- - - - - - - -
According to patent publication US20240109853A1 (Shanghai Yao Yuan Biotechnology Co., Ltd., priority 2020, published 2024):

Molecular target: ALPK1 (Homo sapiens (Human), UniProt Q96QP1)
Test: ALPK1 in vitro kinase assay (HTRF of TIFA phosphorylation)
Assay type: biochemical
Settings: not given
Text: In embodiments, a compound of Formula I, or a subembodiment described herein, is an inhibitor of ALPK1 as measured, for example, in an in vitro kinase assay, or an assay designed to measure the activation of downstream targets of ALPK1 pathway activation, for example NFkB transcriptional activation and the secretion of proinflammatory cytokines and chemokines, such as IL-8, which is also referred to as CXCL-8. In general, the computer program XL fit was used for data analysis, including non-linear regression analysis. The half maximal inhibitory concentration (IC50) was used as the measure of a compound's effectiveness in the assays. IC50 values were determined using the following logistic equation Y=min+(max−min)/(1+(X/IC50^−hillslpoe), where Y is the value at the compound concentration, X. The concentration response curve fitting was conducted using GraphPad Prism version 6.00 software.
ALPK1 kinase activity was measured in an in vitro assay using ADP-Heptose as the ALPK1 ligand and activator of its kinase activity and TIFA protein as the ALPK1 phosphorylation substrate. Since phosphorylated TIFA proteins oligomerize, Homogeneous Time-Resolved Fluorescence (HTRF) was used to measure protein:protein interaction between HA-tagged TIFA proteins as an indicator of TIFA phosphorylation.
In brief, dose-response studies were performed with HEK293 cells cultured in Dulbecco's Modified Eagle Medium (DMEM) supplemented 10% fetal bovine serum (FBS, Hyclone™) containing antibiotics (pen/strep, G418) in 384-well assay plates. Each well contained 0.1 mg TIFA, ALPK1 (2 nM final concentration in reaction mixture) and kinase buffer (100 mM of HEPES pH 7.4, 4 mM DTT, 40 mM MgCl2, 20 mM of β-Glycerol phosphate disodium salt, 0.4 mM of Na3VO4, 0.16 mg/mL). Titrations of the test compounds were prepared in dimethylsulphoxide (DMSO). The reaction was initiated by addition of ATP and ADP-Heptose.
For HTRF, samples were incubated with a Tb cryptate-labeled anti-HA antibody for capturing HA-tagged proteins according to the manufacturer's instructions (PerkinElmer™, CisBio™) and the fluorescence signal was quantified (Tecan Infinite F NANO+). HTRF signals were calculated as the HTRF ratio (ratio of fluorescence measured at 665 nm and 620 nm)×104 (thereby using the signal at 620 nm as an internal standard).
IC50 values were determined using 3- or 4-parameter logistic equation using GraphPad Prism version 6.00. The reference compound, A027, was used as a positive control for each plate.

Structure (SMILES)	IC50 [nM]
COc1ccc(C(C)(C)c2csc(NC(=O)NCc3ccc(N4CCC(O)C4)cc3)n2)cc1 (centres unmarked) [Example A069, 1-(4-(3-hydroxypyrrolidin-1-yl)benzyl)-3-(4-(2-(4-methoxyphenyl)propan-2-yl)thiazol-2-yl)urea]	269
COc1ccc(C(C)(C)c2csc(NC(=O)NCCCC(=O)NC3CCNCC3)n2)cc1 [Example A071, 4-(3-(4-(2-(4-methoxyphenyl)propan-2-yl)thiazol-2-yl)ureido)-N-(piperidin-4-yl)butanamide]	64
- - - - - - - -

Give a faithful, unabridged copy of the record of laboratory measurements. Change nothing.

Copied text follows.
According to patent publication US20240109853A1 (Shanghai Yao Yuan Biotechnology Co., Ltd., priority 2020, published 2024):

Molecular target: ALPK1 (Homo sapiens (Human), UniProt Q96QP1)
Test: ALPK1 in vitro kinase assay (HTRF of TIFA phosphorylation)
Assay type: biochemical
Settings: not given
Text: In embodiments, a compound of Formula I, or a subembodiment described herein, is an inhibitor of ALPK1 as measured, for example, in an in vitro kinase assay, or an assay designed to measure the activation of downstream targets of ALPK1 pathway activation, for example NFkB transcriptional activation and the secretion of proinflammatory cytokines and chemokines, such as IL-8, which is also referred to as CXCL-8. In general, the computer program XL fit was used for data analysis, including non-linear regression analysis. The half maximal inhibitory concentration (IC50) was used as the measure of a compound's effectiveness in the assays. IC50 values were determined using the following logistic equation Y=min+(max−min)/(1+(X/IC50^−hillslpoe), where Y is the value at the compound concentration, X. The concentration response curve fitting was conducted using GraphPad Prism version 6.00 software.
ALPK1 kinase activity was measured in an in vitro assay using ADP-Heptose as the ALPK1 ligand and activator of its kinase activity and TIFA protein as the ALPK1 phosphorylation substrate. Since phosphorylated TIFA proteins oligomerize, Homogeneous Time-Resolved Fluorescence (HTRF) was used to measure protein:protein interaction between HA-tagged TIFA proteins as an indicator of TIFA phosphorylation.
In brief, dose-response studies were performed with HEK293 cells cultured in Dulbecco's Modified Eagle Medium (DMEM) supplemented 10% fetal bovine serum (FBS, Hyclone™) containing antibiotics (pen/strep, G418) in 384-well assay plates. Each well contained 0.1 mg TIFA, ALPK1 (2 nM final concentration in reaction mixture) and kinase buffer (100 mM of HEPES pH 7.4, 4 mM DTT, 40 mM MgCl2, 20 mM of β-Glycerol phosphate disodium salt, 0.4 mM of Na3VO4, 0.16 mg/mL). Titrations of the test compounds were prepared in dimethylsulphoxide (DMSO). The reaction was initiated by addition of ATP and ADP-Heptose.
For HTRF, samples were incubated with a Tb cryptate-labeled anti-HA antibody for capturing HA-tagged proteins according to the manufacturer's instructions (PerkinElmer™, CisBio™) and the fluorescence signal was quantified (Tecan Infinite F NANO+). HTRF signals were calculated as the HTRF ratio (ratio of fluorescence measured at 665 nm and 620 nm)×104 (thereby using the signal at 620 nm as an internal standard).
IC50 values were determined using 3- or 4-parameter logistic equation using GraphPad Prism version 6.00. The reference compound, A027, was used as a positive control for each plate.

Structure (SMILES)	IC50 [nM]
COc1ccc(C(C)(C)c2csc(NC(=O)NCc3ccc(N4CCC(O)C4)cc3)n2)cc1 (centres unmarked) [Example A069, 1-(4-(3-hydroxypyrrolidin-1-yl)benzyl)-3-(4-(2-(4-methoxyphenyl)propan-2-yl)thiazol-2-yl)urea]	269
COc1ccc(C(C)(C)c2csc(NC(=O)NCCCC(=O)NC3CCNCC3)n2)cc1 [Example A071, 4-(3-(4-(2-(4-methoxyphenyl)propan-2-yl)thiazol-2-yl)ureido)-N-(piperidin-4-yl)butanamide]	64